"We could've had 12 hits, and I would've been like, 'Man, I want to be up,'" Johnson said. "Every time my spot came up, I was like, 'Man, I'm hitting right here.' Looking back, I should've just taken it and wore it and just chalked it up to one of those things where it didn't work out for me very well."
Paul Janish replaced Johnson at third base, making a pair of sharp defensive plays in the fourth inning to keep starter Alex Wood's excellent outing rolling and bring the crowd to life. But Janish, who entered the game 0-for-5 at the plate this season, came up empty in his three at-bats, capped off by a game-ending strikeout of his own with the tying run on first base in the bottom of the ninth.
"It always works out that way," Johnson said. "Of course. Why wouldn't he come up? But hey, Janish is my guy. I was in here rooting as hard as anybody for him to get a hit or hit a double or hit one out of here. We have a lot of confidence in Janish, too, so I don't want to say that if I were hitting there, I would've done anything special. [Marlins closer Steve] Cishek's pretty good."
Schafer set to return to pre-injury success
ATLANTA -- Braves outfielder Jordan Schafer was adamant that his at-bats had steadily improved during his eight rehab games with Triple-A Gwinnett, even if the numbers left him frustrated in the retelling of his 2-for-32 showing.
"The last [five games], I literally lined out nine times -- I'm not exaggerating," Schafer said on Saturday afternoon after he was activated from the 15-day disabled list. "It was unbelievable. They were all making fun of me, saying everything would be broken in the dugout if the at-bats actually counted, and I was like, 'Yeah, you're probably right.'"
After missing a total of 32 games with a right ankle contusion, Schafer will be expected to return to the level he was playing at in late June before he fouled a ball off his right foot June 26 against the Royals that ultimately led to the trip to the DL.
"He's the same guy, for me, that left before he got hurt," manager Fredi Gonzalez said. "Fourth outfielder, he's a leadoff hitter, he can steal you a base. Hopefully he has the success he had before the injury."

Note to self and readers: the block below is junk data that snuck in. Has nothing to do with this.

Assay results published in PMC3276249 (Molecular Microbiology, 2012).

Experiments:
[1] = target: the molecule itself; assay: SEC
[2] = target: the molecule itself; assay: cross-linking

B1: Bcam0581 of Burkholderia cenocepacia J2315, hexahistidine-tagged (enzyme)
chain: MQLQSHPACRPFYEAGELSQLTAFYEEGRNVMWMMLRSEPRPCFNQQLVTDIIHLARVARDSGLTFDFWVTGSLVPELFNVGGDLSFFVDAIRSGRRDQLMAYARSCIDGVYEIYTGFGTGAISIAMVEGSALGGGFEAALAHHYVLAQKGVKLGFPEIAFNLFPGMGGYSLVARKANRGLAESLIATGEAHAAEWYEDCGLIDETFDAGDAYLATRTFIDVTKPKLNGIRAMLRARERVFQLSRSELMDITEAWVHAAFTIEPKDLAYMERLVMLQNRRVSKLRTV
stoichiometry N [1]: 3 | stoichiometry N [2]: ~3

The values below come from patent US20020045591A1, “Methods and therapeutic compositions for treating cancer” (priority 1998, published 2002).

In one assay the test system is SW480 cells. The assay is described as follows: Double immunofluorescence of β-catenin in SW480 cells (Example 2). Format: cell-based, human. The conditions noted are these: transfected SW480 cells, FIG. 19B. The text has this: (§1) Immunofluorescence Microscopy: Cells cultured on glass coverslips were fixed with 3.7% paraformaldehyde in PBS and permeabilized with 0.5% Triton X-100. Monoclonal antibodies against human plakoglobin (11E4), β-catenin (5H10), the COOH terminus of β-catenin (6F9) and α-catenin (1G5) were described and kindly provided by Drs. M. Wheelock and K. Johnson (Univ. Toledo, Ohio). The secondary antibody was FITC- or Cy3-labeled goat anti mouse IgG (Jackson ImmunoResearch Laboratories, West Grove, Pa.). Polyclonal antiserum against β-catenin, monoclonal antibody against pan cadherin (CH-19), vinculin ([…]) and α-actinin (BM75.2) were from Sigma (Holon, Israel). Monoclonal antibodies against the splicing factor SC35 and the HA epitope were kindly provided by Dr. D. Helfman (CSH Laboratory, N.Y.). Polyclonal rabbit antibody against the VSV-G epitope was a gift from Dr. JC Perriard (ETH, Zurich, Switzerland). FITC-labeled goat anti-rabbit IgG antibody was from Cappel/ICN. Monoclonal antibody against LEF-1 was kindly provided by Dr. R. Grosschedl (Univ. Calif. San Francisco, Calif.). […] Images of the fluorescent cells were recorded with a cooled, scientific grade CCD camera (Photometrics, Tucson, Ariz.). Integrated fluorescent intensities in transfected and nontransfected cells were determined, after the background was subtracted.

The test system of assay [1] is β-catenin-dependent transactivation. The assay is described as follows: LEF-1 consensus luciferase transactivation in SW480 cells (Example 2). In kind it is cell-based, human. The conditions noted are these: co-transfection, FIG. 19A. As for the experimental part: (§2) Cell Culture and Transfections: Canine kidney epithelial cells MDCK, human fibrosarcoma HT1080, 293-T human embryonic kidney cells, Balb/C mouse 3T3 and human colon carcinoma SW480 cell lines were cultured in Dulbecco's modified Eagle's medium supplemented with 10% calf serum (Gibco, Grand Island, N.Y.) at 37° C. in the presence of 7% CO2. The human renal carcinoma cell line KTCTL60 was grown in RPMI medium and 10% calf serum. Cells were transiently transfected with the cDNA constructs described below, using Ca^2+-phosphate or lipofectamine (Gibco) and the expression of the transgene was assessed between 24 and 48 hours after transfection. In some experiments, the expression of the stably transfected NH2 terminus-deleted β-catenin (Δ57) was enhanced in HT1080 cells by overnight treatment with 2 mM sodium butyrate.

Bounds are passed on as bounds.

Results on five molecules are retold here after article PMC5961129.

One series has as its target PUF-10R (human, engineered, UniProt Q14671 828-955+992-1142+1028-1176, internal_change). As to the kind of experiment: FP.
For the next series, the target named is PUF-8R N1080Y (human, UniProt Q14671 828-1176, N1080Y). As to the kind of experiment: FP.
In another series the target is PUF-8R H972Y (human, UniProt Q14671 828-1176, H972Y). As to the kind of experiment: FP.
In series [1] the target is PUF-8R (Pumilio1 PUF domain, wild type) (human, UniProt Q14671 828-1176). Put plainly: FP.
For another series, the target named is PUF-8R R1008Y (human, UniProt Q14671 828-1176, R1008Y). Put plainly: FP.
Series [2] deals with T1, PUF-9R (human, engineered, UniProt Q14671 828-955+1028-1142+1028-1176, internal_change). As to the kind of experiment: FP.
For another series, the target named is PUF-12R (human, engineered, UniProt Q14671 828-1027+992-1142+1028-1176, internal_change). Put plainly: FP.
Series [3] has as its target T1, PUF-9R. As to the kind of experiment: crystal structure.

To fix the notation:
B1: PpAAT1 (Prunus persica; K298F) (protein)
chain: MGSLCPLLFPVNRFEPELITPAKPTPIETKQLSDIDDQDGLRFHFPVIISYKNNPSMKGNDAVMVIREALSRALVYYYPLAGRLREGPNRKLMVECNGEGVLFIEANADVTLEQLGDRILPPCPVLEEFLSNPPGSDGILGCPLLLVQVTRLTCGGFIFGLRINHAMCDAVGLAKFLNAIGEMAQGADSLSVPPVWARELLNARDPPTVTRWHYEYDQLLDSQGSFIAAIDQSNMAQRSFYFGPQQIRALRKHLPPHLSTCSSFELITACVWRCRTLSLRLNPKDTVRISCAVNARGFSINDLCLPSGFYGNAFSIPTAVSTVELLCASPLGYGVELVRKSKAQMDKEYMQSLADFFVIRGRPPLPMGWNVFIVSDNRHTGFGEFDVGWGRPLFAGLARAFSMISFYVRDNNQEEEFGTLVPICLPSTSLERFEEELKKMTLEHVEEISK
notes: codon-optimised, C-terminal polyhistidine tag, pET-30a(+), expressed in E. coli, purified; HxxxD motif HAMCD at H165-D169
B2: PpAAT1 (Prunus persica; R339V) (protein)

Though his Gwinnett teammates gave him a hard time for not jumpstarting their offense, Schafer was able to use the game action to knock off the rust from such a long time away from the field.
"The first three or four games, especially at the plate, timing-wise I was really off," Schafer said. "Just missing six weeks or whatever it was, it's a big adjustment, especially since it's a lot different than just hitting BP, getting out there and seeing live pitching. That was probably the biggest thing for me, and then being able to go out there and trust myself to run full speed and not have to worry about everything."
Schafer compared that trust-building aspect of his rehab to the process he went through during his recovery from multiple injuries to his left hand in the early years of his career. Back at Turner Field and available for Saturday night's game, he was ready to finally take part in the Braves' recent hot streak, making an impact with his speed on the basepaths and in the outfield until those line drives start falling.
"I'm ready to be back," Schafer said. "Obviously, it's an exciting place right now to be, and I'm excited to get back on the field."
Cooled off after DL stint, Gattis adjusting
ATLANTA -- The Braves' recent success up and down the batting order has taken much of the spotlight off rookie Evan Gattis, who has returned to earth from the tear he was on in April and May before an oblique strain cut short his improbable first half. Gattis has a .543 OPS since returning from the disabled list, and his current streak of 44 at-bats without a home run is the longest he has endured this season.